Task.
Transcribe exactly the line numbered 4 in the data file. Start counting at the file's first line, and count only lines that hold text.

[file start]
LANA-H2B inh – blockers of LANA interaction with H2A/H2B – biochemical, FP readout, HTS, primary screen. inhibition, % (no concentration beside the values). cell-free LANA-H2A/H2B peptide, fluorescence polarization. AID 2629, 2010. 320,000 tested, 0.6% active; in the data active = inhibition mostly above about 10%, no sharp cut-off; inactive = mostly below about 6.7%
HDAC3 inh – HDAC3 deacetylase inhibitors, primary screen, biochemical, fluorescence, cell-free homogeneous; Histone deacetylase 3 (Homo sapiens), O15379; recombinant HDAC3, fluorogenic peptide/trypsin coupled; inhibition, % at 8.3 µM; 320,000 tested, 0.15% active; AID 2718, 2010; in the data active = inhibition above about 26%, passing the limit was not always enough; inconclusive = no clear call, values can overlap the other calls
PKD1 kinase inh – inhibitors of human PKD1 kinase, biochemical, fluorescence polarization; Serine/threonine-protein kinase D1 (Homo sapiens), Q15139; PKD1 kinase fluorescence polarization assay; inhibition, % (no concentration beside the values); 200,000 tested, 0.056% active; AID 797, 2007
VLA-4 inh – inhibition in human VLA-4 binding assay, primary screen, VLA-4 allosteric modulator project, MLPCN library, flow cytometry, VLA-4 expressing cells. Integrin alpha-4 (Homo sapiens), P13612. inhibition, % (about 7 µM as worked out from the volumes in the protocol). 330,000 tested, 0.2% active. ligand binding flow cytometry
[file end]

VLA-4 inh – inhibition in human VLA-4 binding assay, primary screen, VLA-4 allosteric modulator project, MLPCN library, flow cytometry, VLA-4 expressing cells. Integrin alpha-4 (Homo sapiens), P13612. inhibition, % (about 7 µM as worked out from the volumes in the protocol). 330,000 tested, 0.2% active. ligand binding flow cytometry